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Winston-Salem chronicle. (Winston-Salem, N.C.) 1974-current, April 09, 2015, Page A5, Image 5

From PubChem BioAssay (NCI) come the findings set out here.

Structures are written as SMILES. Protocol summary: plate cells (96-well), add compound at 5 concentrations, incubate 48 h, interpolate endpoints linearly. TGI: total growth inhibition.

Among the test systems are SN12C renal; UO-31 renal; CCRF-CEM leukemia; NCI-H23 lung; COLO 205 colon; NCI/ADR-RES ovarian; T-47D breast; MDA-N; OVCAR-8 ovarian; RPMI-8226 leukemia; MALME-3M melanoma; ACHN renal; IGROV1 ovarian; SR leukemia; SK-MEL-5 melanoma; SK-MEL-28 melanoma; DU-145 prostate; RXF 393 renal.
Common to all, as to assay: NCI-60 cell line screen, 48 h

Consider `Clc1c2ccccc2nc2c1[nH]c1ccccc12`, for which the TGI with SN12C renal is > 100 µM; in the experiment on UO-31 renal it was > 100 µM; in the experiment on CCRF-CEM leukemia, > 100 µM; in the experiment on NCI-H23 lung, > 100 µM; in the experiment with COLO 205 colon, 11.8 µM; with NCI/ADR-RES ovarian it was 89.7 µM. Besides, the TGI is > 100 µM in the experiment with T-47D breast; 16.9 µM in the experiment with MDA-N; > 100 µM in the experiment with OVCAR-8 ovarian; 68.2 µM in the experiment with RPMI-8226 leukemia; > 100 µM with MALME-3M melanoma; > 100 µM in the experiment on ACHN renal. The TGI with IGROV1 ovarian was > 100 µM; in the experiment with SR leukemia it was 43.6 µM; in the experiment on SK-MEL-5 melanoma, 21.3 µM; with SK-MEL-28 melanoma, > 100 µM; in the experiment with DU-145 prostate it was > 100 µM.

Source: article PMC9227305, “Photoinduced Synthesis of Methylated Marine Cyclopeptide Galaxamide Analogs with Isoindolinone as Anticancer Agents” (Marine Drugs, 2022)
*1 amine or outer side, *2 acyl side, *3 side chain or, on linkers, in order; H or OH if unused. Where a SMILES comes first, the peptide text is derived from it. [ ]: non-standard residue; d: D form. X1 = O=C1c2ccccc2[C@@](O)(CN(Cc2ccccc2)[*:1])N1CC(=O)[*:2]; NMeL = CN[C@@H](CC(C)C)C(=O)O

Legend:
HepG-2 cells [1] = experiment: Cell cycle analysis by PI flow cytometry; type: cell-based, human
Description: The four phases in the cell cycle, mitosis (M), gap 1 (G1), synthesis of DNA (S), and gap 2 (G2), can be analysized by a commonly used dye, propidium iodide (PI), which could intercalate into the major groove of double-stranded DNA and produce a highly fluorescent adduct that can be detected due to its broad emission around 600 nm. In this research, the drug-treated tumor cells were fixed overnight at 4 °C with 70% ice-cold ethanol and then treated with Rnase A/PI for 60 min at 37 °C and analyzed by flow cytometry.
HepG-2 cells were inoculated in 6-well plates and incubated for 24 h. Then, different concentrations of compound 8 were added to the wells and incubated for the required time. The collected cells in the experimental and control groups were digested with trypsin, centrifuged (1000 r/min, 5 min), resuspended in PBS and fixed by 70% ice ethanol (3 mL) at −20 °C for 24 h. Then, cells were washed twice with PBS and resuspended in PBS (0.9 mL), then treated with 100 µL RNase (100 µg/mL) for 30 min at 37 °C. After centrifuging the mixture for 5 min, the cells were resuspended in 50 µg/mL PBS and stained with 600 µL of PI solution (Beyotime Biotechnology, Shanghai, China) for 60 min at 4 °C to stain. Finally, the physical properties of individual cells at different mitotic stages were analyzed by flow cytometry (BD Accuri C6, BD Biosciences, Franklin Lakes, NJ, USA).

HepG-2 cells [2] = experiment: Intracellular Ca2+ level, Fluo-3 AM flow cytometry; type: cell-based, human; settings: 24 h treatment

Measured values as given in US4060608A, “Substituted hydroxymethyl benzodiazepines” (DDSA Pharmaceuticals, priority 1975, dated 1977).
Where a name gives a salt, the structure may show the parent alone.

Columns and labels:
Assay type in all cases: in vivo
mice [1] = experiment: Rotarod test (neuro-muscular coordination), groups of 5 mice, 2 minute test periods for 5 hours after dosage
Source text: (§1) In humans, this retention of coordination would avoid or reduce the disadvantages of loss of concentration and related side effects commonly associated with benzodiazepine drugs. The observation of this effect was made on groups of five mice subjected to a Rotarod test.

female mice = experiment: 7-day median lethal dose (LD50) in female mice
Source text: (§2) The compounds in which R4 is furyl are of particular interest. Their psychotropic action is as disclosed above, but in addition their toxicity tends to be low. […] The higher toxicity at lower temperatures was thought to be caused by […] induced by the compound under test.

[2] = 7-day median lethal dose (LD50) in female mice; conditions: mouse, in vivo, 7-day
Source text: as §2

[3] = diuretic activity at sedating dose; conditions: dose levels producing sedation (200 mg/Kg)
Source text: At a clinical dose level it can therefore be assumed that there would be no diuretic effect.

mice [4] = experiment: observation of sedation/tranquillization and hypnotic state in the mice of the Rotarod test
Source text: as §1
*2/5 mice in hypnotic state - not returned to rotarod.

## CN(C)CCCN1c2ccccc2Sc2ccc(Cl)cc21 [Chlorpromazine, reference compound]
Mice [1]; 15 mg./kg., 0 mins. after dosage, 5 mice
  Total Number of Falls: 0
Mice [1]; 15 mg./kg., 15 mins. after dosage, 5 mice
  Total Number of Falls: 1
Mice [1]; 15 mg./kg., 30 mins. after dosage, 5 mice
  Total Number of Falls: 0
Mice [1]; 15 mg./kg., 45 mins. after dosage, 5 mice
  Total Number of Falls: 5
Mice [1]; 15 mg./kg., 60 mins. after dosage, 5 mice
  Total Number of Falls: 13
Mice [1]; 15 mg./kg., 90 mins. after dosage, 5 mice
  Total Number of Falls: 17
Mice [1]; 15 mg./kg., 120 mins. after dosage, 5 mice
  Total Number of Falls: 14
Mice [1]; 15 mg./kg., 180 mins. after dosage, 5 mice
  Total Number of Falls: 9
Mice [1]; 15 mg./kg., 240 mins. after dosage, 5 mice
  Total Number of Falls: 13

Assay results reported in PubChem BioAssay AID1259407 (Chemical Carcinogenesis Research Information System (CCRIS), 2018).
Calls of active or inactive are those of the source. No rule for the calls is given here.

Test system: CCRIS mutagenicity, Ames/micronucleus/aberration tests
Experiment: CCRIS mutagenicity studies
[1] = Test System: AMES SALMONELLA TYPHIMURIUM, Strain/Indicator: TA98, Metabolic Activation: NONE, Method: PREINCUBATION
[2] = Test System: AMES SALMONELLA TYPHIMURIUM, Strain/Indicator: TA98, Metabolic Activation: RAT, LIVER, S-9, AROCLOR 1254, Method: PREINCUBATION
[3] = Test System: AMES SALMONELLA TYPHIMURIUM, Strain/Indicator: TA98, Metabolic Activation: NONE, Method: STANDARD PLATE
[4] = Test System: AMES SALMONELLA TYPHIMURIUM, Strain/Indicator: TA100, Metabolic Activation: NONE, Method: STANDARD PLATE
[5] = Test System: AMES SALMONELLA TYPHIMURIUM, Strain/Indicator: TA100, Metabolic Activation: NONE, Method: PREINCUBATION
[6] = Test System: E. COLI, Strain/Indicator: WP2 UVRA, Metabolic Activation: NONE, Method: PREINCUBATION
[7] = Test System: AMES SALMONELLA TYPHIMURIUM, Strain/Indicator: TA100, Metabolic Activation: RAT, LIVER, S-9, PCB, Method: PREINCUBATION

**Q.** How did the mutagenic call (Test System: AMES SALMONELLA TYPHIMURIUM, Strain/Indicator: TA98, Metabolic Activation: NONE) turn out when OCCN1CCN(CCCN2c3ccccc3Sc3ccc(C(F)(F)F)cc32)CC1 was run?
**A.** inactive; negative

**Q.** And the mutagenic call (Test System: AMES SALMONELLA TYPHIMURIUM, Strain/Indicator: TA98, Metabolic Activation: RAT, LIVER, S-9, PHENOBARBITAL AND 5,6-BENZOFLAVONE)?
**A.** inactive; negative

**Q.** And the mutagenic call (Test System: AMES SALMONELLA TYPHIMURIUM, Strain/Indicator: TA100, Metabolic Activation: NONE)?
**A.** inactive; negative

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Photos by Erin Mizelle for The Chronicle Michael Banner reveals his group's list of concerns at the East-Northeast Area Plan Update kickoff meeting on Tuesday, March 17 at the Rupert Bell Neighborhood Center. Bobbie Collins speaks with a group of fellow con cerned citizens at the East-Northeast Planning Area kickoff meeting at the Rupert Bell Neighborhood Center. Marco Andrade, city project planner, thanks the res idents in attendance as he closes the East-Northeast development meeting at the Rupert Bell Neighborhood Center. -i -m. . ?% Winston-Salem planners ask bast-JN ortlieast planning area residents to help with growth BY TORI PITTMAN FOR THE CHRONIC! F "Come share your ideas about how your communi ty should grow." That's what the adver tisement said to attract peo ple to the meeting last month with city-county planners who would dis cuss the East-Northeast Winston-Salem Planning Area, at the Rupert Bell Neighborhood Center. Twenty to 30 residents came to the meeting. "The people are our main source," said Marco Andrade, project planner. "They see what's going on in the community every day. So we want them to tell us their ideas, sugges tions, and concerns." Material from the city says the City-County Planning Board of Forsyth County and Winston Salem is responsible for preparing and maintaining a comprehensive plan for Forsyth County. "Comprehensive plans" address land use, usually based on zoning. City-County planners dis cover what residents want in their communities, then present those desires to City Council, which will make laws governing the kind of businesses and other development that will be approved for the com munities, if developers want to be in the areas. At the meeting last morith, maps were dis played to show what work has been done in the East Northeast area, as well as sketches and plans on future developments. The district includes parts of the East Ward and Northeast Ward. The planting district has mostly black residents. At the meeting, Chris Murphy, one of the depart ment's leaders, said the City-County Planning Board's Legacy 2030 Comprehensive plan involves expansion and improvements on all of Winston-Salem, including the East-Northeast area. The goal is to have new developments that will attract people to reside, increasing the population by 120,000. This compre hensive plan has been accredited twice by the American Planning Association. Kirk E/icson followed up, explaining how the cur rent plan was adopted by City Cotlncil and the City County Planning Board in 2008. The March 17 pres entation was to show the existing conditions from that adopted plan, while having the intention to reach out to the community to express their views and to give the board more ideas. "During the 2008 plan, people were involved and were giving suggestions," said Derwin Montgomery, council member represent ing the East Ward. "It takes what the community wants to see, while the developers figure out how to make it happen." Montgomery was unable to attend the meet ing because of prior engagements, but he spoke to The Chronicle later. At the meeting, Byron Brown, another project planner, gave demograph ics of the East-Northeast Winston-Salem Planning Area, which is 80 percent African-American, fol lowed by smaller percent hour for the residents to divide into two groups and conduct a.list of what they like about the district, what they don't like and sugges tions for improvement. Altogether there were two pages of what they liked about the residential area, while a total of three to Soure: City of Winston-Salem The Chronicle" The process continues More meetings are planned for Tuesday, April 21 and Tuesday, May 19 to show another draft based on residents' inputs. After that, a public presentation will be displayed among the City-County Planning Board staff and citizens on Tuesday, June 16 at the Rupert Bell Neighborhood Center, 1502 Mount Zion Place, be fore taking it to elected officials. For more information, go to www.cltyofws.org/planning to view the plan in its entirety. ages of Asian, Hispanic and Caucasian residents. The area encompasses about 14360 people and 4323 acres. It is generally bounded on the north by North Liberty Street and Lansing Drive; on the east by Brushy Fork Branch, Winston Lake Park and U.S. 158; on the south by the Southern Railway; and on the west by U.S. 52. Brown said the histori cal landmarks such as the bridges, archaeological sites and certain properties like the George Black House and Brickyard are to remain on site. The Historic Resources Commission staff has reviewed the sites since 2009, giving input into what should stay, since some have been moved or demolished. Andrade presented improvements that have come along from the adop tion plan in 2008. A CVS Pharmacy was built on Martin Luther King Jr. Drive along with the reha bilitation of the building for Transitional Housing for Homeless Veterans on Glenn Avenue. Developments have been made along the Smith Reynolds airport. Also, new residential houses are to be built along Third, Fourth and Fifth Streets. Then the planning department took the next four pages about what they didn't like about the area. Certain residents had a common interest about the parks in the area as well as Winston Lake. One resi dent in particular, Michael Banner, father of two, was mostly fascinated with the historical aspect of the community. "You can walk past a street and not know the his tory behind it," Banner said. "You wouldn't know if that was where the origi nal fire station was located or if that place was where the Black Panthers would have their meetings. You wouldn't know unless you ask." Most of the residents' main concerns were the crime rates, the neglectful landlords and housing, and how certain necessities need to be in a closer range instead of them having to drive miles across town. They want more sit-in restaurants in their area instead of fast food places. Bobbie Collins, one of the elders who has resided in the East-Northeast area the longest, spoke about how thankful she was to have stayed in the same house that she grew up in and have the same phone number. Her concern was how some of the areas look "run-down." "We need to have some beautification in this area," k Collins said. were past due to be seen. More concerns from The same strategies that the community were that- enhanced downtown "The people are our main source," -Marco Andrade sidewalks and side streets need to be paved for the safety of elders and chil dren. There was also talk of the lack of job opportuni ties and economic develop ment within the area. According to Montgomery, the East area has had some economic development. He stated, however that the lack of development is because of the private sec tors not investing enough' into the community. "Bonds have passed into the area. Investments Winston needs to be the same thing for the East area," he said. Montgomery said it depends on the private sec tor making the time and investments and residents should see the adopted plan go into full swing in the next five years. He said that the Council and city are pushing this plan to make it happen based on what the community is say ing what they want. "I would like to see the elders and the youth come together," said Martha Reid, president of the East Northeast Neighborhood Association. Reid states that from her travelling abroad, she would like certain things she's seen infused within the community. Another suggestion made from the residents was to make something other than the recreational center a gathering place for the youth. The millennial generation should be involved in such meetings to voice their opinions. The planning depart ment will take the resi dents' suggestions and come up with a draft plan that will closely fit their needs. Several more meet ings are scheduled before the new plan is presented to the City Council for approval later this year. Chronicle Managing Editor Donna Rogers con tributed to this report. ill H Come To Our Open House Saturday, April 11 9 a.m. -1 p.m. Main Campus at 2100 Silas Creek Parkway Get information about; ~ Career-Focused Programs ~ College Transfer Programs ~ Job Training ~ Financial Aid ~ And Much More! Apply Now & You Can Begin Classes In May or June! www.ForsythTech.edu FORSYTH TECH 2100 Silas Creek Partway Winston Salem, NC 336.723.0371 k